Director: Andrew Lau, Tony Kern
Starring: Andrew Lau, Audi Khalid, Sheena Chan, Faridino Assalam
Old Changi Hospital (OCH) in Changi, Singapore is, reportedly, one of the most haunted locations in the world. Formerly a military hospital used by the Japanese military during WWII, it was converted into a hospital for public use after the war until 1999, when a new hospital was built and the OCH was abandoned. In the years since, it has become a site for vandals during the day and a hotbed of superstition and paranormal sightings during the night. When a film crew decides to make a documentary about OCH, they go in, unprepared for what lies within. This is the recovered footage of the events that transpired.
OK, let’s get this out of the way, this is a movie. The events depicted on film are a result of filmmaking and an audience’s willingness to believe in the supernatural. Like many ‘lost footage’ films, it goes to great lengths to maintain the illusion of plausibility. In fact, the production of the film is just as interesting as the events depicted. Actors used their real names and broadcast their intention to film a “documentary.” Considering the very well-known reputation of the OCH, they quickly got attention and quite a bit of local interest in the project.
Using the internet and an inventive but fabricated production diary, the filmmakers were able to generate awareness and interest on a wide scale. When an ‘update’ on the site mentioned a tragedy, it only added to the growing interest. Upon the release of the film, the planning came to fruition, as events on film coincided with the dates of Facebook status updates, production notes, and the nature of online culture. The Meta nature of the project was well conceived and executed, but is the film worth a look, or would it have been better if the footage had stayed lost?
The amateur actors do a decent job, though their inexperience is evident. They speak, for the majority of the film, in English, and except for the girl Sheena and the cameraman Audi, the accents are pretty distracting. I ended up turning on subtitles despite the language because of the slang and dialect. I was reminded of Sukiyaki Western Django at times because of the lack of clear pronunciation. The acting is adequate, though the beginning is a bit of a chore. Before the scary stuff happens, their film talk seems forced and lacking in believability. The acting does get better once they get into the hospital and they provide good reaction shots and physical movements. It is uneven to be sure, but to be expected considering the type of horror film this is.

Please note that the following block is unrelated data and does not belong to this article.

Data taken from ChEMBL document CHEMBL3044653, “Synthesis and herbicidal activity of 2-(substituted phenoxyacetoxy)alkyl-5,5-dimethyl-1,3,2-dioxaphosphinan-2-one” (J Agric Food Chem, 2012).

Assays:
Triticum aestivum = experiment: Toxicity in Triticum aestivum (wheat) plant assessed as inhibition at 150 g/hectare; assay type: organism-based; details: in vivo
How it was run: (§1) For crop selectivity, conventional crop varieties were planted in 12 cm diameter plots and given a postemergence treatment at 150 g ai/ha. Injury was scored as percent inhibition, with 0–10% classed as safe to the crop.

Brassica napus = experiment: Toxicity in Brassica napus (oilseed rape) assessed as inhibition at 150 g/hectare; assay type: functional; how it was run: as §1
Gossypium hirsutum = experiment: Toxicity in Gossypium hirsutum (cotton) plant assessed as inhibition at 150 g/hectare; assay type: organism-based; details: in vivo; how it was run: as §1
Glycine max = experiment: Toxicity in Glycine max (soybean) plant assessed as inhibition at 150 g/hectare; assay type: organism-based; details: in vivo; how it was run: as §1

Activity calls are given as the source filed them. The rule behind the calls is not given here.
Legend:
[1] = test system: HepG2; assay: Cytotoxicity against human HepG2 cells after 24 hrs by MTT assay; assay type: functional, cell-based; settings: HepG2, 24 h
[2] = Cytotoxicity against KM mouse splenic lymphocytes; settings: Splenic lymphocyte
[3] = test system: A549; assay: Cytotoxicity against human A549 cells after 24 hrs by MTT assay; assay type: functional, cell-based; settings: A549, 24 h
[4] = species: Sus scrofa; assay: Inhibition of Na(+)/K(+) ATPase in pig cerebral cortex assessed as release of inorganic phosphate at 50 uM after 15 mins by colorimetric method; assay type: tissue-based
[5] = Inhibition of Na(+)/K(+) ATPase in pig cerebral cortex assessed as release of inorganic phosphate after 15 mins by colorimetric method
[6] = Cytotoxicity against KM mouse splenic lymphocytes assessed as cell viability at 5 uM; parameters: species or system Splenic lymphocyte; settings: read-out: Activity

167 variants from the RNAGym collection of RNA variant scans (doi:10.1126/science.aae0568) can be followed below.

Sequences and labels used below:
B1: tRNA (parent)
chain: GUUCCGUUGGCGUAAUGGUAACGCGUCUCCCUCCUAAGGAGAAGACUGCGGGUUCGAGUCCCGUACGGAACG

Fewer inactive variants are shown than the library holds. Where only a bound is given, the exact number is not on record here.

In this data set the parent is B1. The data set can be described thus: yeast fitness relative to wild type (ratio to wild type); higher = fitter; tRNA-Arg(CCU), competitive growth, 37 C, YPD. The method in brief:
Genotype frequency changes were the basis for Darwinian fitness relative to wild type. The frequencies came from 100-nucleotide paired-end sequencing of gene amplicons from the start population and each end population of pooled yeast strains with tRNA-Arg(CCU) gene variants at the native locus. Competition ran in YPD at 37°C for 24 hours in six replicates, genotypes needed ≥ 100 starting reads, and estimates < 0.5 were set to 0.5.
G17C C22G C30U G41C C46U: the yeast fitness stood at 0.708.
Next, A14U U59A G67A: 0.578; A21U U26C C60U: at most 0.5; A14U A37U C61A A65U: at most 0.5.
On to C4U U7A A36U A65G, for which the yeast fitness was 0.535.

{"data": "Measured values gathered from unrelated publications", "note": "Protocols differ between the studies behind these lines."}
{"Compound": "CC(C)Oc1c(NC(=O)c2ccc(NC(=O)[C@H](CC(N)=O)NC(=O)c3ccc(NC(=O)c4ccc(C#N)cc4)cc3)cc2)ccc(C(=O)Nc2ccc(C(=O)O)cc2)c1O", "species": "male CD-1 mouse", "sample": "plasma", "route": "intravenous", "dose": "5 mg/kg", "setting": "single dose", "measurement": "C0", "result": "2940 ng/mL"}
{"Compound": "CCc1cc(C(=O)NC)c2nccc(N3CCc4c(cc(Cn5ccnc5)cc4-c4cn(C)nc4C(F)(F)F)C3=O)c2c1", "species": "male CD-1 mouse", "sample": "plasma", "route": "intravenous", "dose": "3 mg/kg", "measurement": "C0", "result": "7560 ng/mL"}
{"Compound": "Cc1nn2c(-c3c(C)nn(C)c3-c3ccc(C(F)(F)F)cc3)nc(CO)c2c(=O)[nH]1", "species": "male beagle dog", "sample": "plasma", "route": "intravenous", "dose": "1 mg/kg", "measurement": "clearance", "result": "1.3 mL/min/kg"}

For an independent production, the film looks good. Multiple cameras, interesting editing, and some well-done lighting and effects help keep the illusion alive. The OCH itself is hell of a locale and its abandoned shell of a hospital is menacing. It is easy to see why it has been the subject of many sightings for locals and those with an imaginative eye. Sound is good, the foley is excellent and there is not much in the way of music, save for a track at the beginning, but there is use of audio cues that is immediately out of place once you notice them.
In the end, Haunted Changi is an ambitious little film that offers a few decent scares and has a great concept, but ultimately fails to deliver the chills of great horror cinema. Hampered by average acting and a lack of urgency, the film seemingly relies on the local knowledge and history of the Singapore people to scare themselves with what is absent. Those familiar with the stories should find more to enjoy about the picture, but for this international viewer, it simply boils down to poor execution of a solid idea.
You may enjoy this film if you liked: Paranormal Activity Tokyo Night, REC, The Blair Witch Project, and Noroi: The Curse